Cardinal Sarah calls upon Catholic Charities to foster Catholic identity
Catholic World News - October 02, 2012
Speaking at Catholic Charities USA’s annual gathering, the president of the Pontifical Council Cor Unum urged the agency to draw strength from its Catholic identity and take part in the new evangelization.
“Today, the Church in America, including Catholic Charities, face[s] challenges that threaten this heritage that has been passed on to us by previous generations,” said Guinea-born Cardinal Robert Sarah in his October 1 address. “The times in which we live in are characterized by an aggressive secularism that seeks to exclude the role of religion in public life and as a consequence, set up a culture without God, wherein everyone can live without the law of truth and love engraved in the heart of every human being by the Creator. Secularism seeks to substitute God and His divine law with personal opinions, ideologies, pleasures and needs. If God is taken out, only degradation and sufferings will follow.”
“Catholic Charities are not exempt from being affected by this secularized mentality,” he continued. “In the past, some Catholic Charities have contracted with civil authority to provide foster care and adoption services. But recently, civil authority through its own legislation has tried to pressure Catholic adoption agencies to place children with same-sex couples, a clear violation of Catholic teachings. Catholic charitable agencies are given the choice to comply or withdraw from the adoption/care business.”
Cardinal Sarah added:
In these new situations of difficulty, we need to recognize the significant questions on the meaning of suffering and life. This is why we need to be able to give a comprehensive answer. In particular, we feel guided by a principle of faith, which is valid not only for our work “ad extra”, but also within (“ad intra”) our organizations: the defense of life from its beginning to its natural end …
In a merely human point of view, we may think that such difficult circumstances can be an obstacle to freely realize the Church’s mission of charity. On the contrary, I believe that such time and peculiar circumstances present us with an exceptional occasion to go back to the roots of our Catholic identity … Tapping into our Catholic roots will be a source of renewal for you and will help you to rediscover and appreciate this great treasure, which is our Catholic faith and tradition.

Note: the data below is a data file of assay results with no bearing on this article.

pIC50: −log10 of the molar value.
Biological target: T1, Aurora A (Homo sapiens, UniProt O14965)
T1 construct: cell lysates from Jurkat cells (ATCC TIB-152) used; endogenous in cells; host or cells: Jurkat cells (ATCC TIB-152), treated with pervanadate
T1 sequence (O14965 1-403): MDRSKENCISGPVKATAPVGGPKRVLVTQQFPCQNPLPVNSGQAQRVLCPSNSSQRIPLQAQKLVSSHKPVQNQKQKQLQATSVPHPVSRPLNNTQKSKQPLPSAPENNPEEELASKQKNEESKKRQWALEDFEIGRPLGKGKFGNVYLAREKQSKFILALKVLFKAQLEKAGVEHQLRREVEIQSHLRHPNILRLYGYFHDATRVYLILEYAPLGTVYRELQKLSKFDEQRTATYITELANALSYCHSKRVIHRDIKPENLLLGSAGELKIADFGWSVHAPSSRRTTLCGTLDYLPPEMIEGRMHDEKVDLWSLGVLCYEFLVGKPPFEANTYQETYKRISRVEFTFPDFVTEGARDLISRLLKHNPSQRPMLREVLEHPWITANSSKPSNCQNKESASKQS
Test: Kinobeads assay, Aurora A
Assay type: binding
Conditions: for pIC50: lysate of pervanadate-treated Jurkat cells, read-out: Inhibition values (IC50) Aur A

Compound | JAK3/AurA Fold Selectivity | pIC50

Cardinal Sarah, who played an influential role in deepening the Catholic identity of Caritas Internationalis, also addressed the relation between charity and evangelization in his discussion of “essential characteristics of Christian charity”:
We can start with a simple question: What is the connection between our charitable action and evangelization? If our charitable action is an ecclesial action, then of course it is permeated by the Gospel.
How can we evangelize ourselves within our organizations, allowing the Gospel to penetrate our sentiments and our thoughts so that our work reveals God who has called us? What can we do in our organizations to link together charity and evangelization in the life of those who work with us? The pastoral priorities of the New Evangelization should also be taken up by our organizations, since they are organizations of the Church.
Another aspect of this ecclesial nature is the link with the pastors of the Church. Every Catholic charitable work should function faithfully within the mission and structure of the local diocese, with special respect for the role of the bishop. This ecclesial communion is essential to our mission. The link with the Church and her global mission should not be perceived as an obstacle or a limitation in regards to the problems we face, but instead must be understood as a condition of possibility so that our action may be implemented and fully understood.
“In such a difficult time, living faithfully our Christian heritage is itself a challenge,” he concluded. “But our Catholic identity can also be truly a ‘gateway’ of renewal and a sure path to bearing lasting fruit in our charitable work.”
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